Seaweed is a natural product with incredible properties that is starting to be utilised increasingly in today’s climate; with local offshore farms beginning to sprout up in Cornwall, the Par Horticultural Seaweed Centre is both a processing plant for horticultural seaweed products and a community space for locals and tourists alike. While distributing these amazing products across the country it was also important to ensure that the project also gave back to the community, with spaces for events, a beautiful garden to enjoy and tourist attractions to experience; bringing people together in Cornwall and providing a new route for income in one of the most impoverished counties in England. Each “wing” of the dock represents the two areas of both ‘production’ and ‘community,’ combining in their use and processing of seaweed.
Surrounded by monuments of culture and history, Par Docks has been left to be a desolate and abandoned place with much potential. Seaweed, with all its possibilities, can be a beacon which seams Par back into its community and roots. Clothing marks an essential aspect of life and often overlooked with hundreds of years of history behind it and many techniques to be learnt. The wider grounds of Cornwall have been hailed as a sustainability hub with ranging sources of sustainable fashion coming from its roots. Within Par itself, its community houses markets and churches where fabric is displayed, sold and used.
Kelp Fabric Vault aims to use seaweed to produce natural yarns and develop intricate and colourful clothing and tapestries using natural dyes.
The proposal begins with a seaweed nursery, allowing visitors to see the root and source of the fabrics that is being made and transported out of the factory rather than this being a mystery. Kelp Fabric Vault is proudly open of the process that takes place within its walls. It opens up into workshops and studios where designers and those eager to learn are welcomed and encouraged to create. The proposal also incorporates the use of beeswax, making use of the local bees, into the fabric by offering a chance for visitors to use ‘Batik’ techniques to naturally dye and create art using the seaweed fabric.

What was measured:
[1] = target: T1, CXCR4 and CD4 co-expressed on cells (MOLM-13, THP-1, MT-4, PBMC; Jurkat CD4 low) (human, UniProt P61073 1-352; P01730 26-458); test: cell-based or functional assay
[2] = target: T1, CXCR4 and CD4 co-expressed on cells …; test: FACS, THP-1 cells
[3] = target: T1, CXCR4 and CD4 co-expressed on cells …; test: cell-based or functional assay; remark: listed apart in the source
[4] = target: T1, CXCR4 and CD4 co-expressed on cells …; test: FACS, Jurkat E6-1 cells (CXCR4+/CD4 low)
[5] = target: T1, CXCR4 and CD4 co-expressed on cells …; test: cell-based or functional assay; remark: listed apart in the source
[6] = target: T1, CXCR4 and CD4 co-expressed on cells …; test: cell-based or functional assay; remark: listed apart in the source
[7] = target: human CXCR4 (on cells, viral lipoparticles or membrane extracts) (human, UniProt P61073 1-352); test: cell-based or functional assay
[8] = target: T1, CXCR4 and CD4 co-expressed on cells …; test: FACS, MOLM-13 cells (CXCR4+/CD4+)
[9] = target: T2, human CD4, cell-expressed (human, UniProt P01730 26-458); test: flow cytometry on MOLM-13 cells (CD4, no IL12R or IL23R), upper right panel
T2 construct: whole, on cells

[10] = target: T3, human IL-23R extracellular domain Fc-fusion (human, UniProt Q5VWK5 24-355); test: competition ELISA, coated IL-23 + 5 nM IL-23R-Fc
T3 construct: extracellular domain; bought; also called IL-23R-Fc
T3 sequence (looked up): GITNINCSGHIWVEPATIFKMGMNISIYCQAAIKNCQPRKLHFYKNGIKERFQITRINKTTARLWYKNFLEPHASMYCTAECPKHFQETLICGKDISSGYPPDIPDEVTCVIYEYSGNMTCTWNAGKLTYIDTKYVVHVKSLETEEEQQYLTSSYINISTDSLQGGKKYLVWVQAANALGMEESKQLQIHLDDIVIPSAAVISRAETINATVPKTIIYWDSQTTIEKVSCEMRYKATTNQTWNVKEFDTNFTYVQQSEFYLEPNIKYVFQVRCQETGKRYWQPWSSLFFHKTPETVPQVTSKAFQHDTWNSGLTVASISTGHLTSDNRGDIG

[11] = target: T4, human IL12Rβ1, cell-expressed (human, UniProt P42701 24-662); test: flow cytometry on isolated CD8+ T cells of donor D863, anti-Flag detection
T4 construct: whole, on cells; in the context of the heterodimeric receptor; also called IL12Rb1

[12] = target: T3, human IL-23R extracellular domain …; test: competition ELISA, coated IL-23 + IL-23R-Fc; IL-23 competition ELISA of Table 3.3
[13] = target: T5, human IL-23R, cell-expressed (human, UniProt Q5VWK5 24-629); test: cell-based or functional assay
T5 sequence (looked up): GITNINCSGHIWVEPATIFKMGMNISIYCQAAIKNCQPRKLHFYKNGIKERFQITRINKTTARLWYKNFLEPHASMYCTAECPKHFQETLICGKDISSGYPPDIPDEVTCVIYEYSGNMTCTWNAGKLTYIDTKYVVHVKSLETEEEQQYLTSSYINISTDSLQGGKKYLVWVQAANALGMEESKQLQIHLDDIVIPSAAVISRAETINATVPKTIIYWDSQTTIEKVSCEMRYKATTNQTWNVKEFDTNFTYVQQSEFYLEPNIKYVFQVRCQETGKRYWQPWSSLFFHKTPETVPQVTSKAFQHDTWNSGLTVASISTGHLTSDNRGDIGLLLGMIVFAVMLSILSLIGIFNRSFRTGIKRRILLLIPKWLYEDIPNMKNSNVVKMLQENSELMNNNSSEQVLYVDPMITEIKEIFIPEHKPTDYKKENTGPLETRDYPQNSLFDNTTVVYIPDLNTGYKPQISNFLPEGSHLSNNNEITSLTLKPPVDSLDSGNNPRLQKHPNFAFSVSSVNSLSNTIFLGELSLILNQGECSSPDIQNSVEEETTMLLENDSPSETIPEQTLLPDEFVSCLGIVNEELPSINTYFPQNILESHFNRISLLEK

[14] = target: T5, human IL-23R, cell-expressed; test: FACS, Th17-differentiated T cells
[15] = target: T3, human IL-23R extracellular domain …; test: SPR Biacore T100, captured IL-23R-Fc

Key words: Brick, Clay, Fibres, Seaweed, Breathing
Introduced in the heart of Reading Town, Hogmanay, the Scottish celebration of New Years, brings a large infusion of culture and festivity to the local area. Cock-a-Leekie soup, being an integral cuisine of the Scottish, accompanies the festivities. The influx of Hogmanay culture, introduced by the arrival of the Soup Facility, will indulge Reading in a host of traditions that seek to bring people together to celebrate the New Year and the fresh start that follows midnight. On New Year’s Eve in Reading, the public are invited to join in the activities, including; farming the ingredients for the soup, trying the soup, setting Juniper branches alight at midnight, Ceilidh dancing, drinking homemade Gin, and the chance to watch as the chefs produce the soup from raw ingredients on site.
Cock a Leekie , Scotland, Timber, Homemade, Feathers, New years
St. Ives is a place rooted in culture and history of fishing, welcoming visitors and has had many years of experience of accommodating incoming ships and cargoes. The aim of the project is to provide a space where chosen cargoes can be accommodated and placed in sustainable and correct environmental conditions without disrupting the busy harbour and allowing for disassembly to occur to ease the transition between places. Phase One contained the cargoes which are rice, cocoa beans, local Cornish beer and a cheese. The concept of Phase One is based on indigenous buildings based in East Asia where they make use of bamboo to create a functional and versatile small space that is sustainable.
This was carried on into Phase Two, where the fish cargo was introduced and the role of bamboo within the design transformed into an active part of the building as well as bringing protection from the rough seas and temperamental weather.
Key Words: Timber, Seaweed, Care, Optimism, Openness